Let me say first of all what a privilege it was to have been invited to participate in the panel discussion at Southern Seminary a couple of weeks ago. I count all the men on that stage as friends—some of them long and deep friendships, others new and deepening. Whatever else we talked about there, […]
Mark Dever and I are considering, someday, writing a book together about preaching. In one of the sections of this imagined book, there would be a transcript of one or two of Mark’s sermons punctuated by comments from him reflecting on the sermon. Why did you say that, Mark? What were you thinking when you […]
I read James Davison Hunter’s book To Change the World several weeks ago. On the whole, I found it to be a really helpful contribution to the discussion about how Christians should be engaging the world around them, and what precisely they are doing—and just as important, what they are not doing—when they do so. Hunter proposes a paradigm […]
Why should Christians work? How can you trust God in the workplace? How can you avoid making an idol of work and being idle in work?
Why pray publicly for other churches? To crucify the spirit of competition, to show we’re on the same team, and to strengthen friendships.
How can elder boards avoid the vicious cycle of lay elders feeling pressured to rubber stamp staff elders’ decisions, then resenting them, then opposing them?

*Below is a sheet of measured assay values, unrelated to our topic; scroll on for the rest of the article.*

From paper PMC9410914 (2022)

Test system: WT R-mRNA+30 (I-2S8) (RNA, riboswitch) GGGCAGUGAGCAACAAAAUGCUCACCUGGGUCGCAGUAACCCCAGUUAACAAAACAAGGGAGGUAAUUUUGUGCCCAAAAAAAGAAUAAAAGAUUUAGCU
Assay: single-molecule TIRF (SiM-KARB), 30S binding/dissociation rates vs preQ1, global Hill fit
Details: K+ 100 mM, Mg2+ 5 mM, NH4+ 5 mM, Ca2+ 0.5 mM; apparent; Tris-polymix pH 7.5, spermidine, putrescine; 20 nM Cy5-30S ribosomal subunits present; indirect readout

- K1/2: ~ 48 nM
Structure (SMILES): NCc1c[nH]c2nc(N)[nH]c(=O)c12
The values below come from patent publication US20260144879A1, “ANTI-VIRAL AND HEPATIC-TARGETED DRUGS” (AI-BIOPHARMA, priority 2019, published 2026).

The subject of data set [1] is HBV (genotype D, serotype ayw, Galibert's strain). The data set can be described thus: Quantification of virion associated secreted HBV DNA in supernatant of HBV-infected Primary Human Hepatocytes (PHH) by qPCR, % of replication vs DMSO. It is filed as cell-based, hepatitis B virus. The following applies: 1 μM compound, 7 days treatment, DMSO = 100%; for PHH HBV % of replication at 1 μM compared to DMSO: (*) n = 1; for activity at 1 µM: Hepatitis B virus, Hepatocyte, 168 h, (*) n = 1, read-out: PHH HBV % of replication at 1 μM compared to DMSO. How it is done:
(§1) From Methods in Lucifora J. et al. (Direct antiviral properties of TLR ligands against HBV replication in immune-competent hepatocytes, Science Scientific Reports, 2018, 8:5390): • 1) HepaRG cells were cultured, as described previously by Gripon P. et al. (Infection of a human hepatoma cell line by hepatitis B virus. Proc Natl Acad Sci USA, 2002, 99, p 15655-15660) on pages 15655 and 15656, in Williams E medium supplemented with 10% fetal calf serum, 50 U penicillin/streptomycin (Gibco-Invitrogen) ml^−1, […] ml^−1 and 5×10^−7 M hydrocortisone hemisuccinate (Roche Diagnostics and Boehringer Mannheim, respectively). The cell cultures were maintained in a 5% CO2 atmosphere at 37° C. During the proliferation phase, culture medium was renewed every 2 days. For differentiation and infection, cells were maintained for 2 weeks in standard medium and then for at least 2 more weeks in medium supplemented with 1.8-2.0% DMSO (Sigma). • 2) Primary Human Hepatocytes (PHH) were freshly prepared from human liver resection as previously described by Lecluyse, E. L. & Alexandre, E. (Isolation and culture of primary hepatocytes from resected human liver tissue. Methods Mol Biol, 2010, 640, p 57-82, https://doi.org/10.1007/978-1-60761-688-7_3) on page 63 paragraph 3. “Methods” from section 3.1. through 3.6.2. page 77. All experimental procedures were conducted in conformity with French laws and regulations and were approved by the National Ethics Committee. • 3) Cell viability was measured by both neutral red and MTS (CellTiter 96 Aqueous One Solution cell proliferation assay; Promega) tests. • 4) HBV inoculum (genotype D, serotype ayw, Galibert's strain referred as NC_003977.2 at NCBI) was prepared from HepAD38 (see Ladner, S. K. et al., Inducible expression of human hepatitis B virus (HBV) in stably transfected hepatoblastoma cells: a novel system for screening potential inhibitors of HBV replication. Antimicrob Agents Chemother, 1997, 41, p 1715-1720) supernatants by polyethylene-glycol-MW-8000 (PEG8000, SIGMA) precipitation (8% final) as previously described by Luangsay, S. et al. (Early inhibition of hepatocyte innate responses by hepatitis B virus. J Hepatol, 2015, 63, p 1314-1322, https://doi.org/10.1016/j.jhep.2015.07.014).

What were the human means and instruments of your conversion?
Here’s a short roadmap on the road to church reform that might help you keep your bearings as you move forward.
Kevin DeYoung and Greg Gilbert, authors of the new book What is the Mission of the Church?, examine key biblical passages on mission, the poor, and the kingdom of God.
There’s enough biblical evidence in the New Testament to warrant the idea of a senior or lead pastor among the pastors.
In view of their new book, Kevin DeYoung and Greg Gilbert discuss the mission of the church, social justice, and the gospel.
Is “incarnational” the best way to describe Christian mission?
Why do we do good works?
Hunter’s book is immediately relevant—and a corrective in many ways—to the current conversation going on among evangelicals
Why is it that when people think about hell, they always conclude that God must be at fault and not themselves?